In diverse, working-class neighborhoods across Los Angeles, an unprecedented $40 billion mass transit expansion is being met with mixed emotions. But the very real prospect of displacement and gentrification looms.
ACT-LA Campaign Manager Laura Raymond writes for Truthout about the need to plan for transit-oriented development so that it doesn’t overwhelm communities that would benefit the most from it.
If it adopts a forward-thinking strategy, Los Angeles can address housing needs, link quality jobs to the transit build out, and protect existing small businesses from rising rents and competition from chain stores. These will be key factors in ensuring longtime residents are able to afford to stay living near transit and are not pushed out to the margins of the city without access to the transit system that their tax dollars funded.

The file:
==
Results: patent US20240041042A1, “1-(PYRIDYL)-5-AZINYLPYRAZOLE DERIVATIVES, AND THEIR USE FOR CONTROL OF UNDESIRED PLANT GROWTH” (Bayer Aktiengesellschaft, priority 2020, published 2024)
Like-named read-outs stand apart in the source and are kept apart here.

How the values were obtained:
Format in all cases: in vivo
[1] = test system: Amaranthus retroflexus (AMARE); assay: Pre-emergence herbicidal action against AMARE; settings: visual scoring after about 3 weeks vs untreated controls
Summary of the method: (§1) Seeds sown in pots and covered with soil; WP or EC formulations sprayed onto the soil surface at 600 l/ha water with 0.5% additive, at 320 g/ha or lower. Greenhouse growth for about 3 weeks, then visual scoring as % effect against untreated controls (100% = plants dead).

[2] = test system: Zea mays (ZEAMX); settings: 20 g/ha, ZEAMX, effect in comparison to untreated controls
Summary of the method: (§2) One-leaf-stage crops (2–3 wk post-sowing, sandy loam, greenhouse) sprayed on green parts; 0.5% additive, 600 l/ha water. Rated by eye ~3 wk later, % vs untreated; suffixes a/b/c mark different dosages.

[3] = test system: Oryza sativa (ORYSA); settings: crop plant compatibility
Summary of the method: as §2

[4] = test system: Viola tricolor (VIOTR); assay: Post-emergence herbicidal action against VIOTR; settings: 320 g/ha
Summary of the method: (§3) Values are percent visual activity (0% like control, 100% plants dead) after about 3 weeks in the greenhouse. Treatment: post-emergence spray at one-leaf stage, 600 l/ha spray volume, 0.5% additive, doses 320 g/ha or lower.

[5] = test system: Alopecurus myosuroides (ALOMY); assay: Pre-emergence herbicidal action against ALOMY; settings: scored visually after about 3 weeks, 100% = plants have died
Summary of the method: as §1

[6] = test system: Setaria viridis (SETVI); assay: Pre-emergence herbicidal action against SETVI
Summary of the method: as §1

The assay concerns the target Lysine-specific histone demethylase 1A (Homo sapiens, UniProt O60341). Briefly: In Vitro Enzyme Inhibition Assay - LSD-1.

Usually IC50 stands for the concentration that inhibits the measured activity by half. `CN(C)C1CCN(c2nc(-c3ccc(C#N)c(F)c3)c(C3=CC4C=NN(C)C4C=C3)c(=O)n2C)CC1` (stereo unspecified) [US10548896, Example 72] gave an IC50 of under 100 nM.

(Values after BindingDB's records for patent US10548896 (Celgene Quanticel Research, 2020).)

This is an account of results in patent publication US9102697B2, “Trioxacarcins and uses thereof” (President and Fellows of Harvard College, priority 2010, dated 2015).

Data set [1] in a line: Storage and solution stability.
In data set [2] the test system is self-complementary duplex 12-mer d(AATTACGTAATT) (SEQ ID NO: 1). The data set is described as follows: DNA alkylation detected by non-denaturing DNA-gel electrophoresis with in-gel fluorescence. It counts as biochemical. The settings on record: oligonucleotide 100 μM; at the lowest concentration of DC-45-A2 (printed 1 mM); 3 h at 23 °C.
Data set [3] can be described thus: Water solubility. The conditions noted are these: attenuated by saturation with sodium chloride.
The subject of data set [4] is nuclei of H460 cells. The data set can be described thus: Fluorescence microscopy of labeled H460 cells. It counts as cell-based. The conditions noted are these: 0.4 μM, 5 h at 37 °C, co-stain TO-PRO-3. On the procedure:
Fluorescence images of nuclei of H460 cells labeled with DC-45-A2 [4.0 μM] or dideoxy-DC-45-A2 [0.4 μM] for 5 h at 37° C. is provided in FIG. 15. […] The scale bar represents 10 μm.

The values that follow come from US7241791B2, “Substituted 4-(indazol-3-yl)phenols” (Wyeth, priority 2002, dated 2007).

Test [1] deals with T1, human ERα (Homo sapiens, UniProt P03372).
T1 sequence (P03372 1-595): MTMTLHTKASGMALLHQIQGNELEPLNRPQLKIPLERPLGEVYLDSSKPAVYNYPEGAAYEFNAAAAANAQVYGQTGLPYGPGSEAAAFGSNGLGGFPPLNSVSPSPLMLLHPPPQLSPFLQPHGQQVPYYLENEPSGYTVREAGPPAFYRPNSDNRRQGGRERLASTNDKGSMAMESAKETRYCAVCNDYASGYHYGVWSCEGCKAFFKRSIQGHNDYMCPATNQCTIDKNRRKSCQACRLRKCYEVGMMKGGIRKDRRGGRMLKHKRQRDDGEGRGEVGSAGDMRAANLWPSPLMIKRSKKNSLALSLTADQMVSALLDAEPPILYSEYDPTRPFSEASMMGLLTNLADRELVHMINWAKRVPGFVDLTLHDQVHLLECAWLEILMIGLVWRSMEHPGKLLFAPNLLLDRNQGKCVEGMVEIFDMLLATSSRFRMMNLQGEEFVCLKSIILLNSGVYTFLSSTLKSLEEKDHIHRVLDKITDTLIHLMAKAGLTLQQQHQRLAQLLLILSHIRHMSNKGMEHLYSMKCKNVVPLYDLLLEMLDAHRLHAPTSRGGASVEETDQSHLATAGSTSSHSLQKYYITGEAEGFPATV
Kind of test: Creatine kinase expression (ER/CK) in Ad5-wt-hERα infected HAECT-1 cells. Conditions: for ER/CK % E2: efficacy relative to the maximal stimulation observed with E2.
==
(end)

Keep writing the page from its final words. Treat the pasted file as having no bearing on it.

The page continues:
Various community organizations have done extraordinary work in their neighborhoods to address the prospect of rising land values and gentrification around new transit stations. One example is the youth organizing done by the Southeast Asian Community Alliance in Chinatown, where high school students worked with policy and urban planning experts to come up with innovative new development standards. The resulting plan prioritizes low income housing for new development in a huge area that borders Chinatown’s Metro station. The students, over a three-year campaign, were able to build enough momentum for a victory at City Hall and their plan – called the Cornfield Arroyo Seco Specific Plan (CASP) – was recently touted by the Los Angeles Times as “a model for LA planning.” Other community organizing around TOD projects, for example in Little Tokyo or in South LA near the Blue and Expo Lines, have resulted in strong community benefit agreements. But given the intensive resources that go into working on the project-by-project level and the sheer scale of the current transit expansion, it is clear that a citywide approach is necessary.